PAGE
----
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How to Plant Two-Year-Old Asparagus Crowns in Containers

In addition to being a certified herbalist and aromatherapy consultant, Gina finds the unrelenting allure of gardening very strong.

Asparagus Spears

how-to-plant-two-year-old-asparagus-crowns-in-containers

What is Asparagus?

An asparagus is a hardy perennial that can produce delicious green spears for up to 20 years (when planted in the ground).

Spears are harvested in the third year of growth when the plant is established.

Each plant produces about one-half pound of spears per year after establishment.

The first two years produce spears that open on the top and resemble an eye-appealing fern but are not edible.

Two year old crowns produce spears that open on the top and resemble an eye-appealing fern but are not edible.

Two year old crowns produce spears that open on the top and resemble an eye-appealing fern but are not edible.

Yes, You Can Grow Asparagus In Containers

If you have a lot of garden space, then growing a lot of asparagus should be no problem. However, you may want to grow asparagus in containers:

  • if you don't have a lot of land
  • if you have no land at all
  • if you rent a house or apartment
  • if you are just afraid to commit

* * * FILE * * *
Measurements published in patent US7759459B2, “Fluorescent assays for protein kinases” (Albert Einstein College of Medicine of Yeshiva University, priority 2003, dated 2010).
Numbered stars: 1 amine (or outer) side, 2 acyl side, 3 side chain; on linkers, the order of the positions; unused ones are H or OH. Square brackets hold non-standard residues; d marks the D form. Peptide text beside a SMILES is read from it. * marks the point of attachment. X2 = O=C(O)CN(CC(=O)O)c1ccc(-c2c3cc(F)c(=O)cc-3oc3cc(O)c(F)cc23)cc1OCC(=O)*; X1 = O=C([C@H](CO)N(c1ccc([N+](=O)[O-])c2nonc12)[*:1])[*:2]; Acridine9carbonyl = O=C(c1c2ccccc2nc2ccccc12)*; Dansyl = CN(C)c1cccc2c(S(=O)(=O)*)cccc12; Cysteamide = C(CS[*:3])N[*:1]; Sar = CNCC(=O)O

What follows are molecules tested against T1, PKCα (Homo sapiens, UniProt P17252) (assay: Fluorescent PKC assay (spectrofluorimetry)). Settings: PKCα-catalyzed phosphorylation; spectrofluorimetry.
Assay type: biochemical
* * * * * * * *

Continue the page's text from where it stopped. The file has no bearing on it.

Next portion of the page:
I just couldn’t commit to putting them in the ground, so I am taking the risk! The last thing I want to do is put them in the ground and then have to dig them up if I decide to move.

My family loves asparagus, but we always get sticker shock when we go to the grocery store. When I realized that I could grow them, and I did not have to start from seed and wait for three years, I decided it was worth a try.

Things to Consider When Growing Asparagus in Containers

Learning how to grow asparagus in containers eliminates most weed problems. However, it doesn't matter whether you start from seed or these two year crowns, you need patience. Even though I am growing two year crowns, I still have to wait a year before edible shoots can be harvested.

It takes two years for plants to settle in and build up enough reserves to produce quantities worth harvesting.

This was my reasoning behind purchasing 2 year old crowns. After giving them a year to settle in, I am hoping that by the next Spring I should be able to harvest some asparagus shoots.

There are a few things to consider when raising asparagus in containers:

  • Potted spears have a much shorter lifespan....three to five years as opposed to upwards of twenty for in-ground asparagus.
  • Maximize output right from the start rather than build a strong foundation for future harvests. Purchase 1-year-old or 2 year-old crowns (dormant, bare-rooted starts sold by seed catalogs and nurseries in the spring) to save yourself a year of waiting.
  • Choose a high-yield variety such as Jersey Knight or Jersey Supreme to ensure your small growing space will produce the most spears it possibly can. I chose Jersey Knight, Mary Washington and Purple Passion.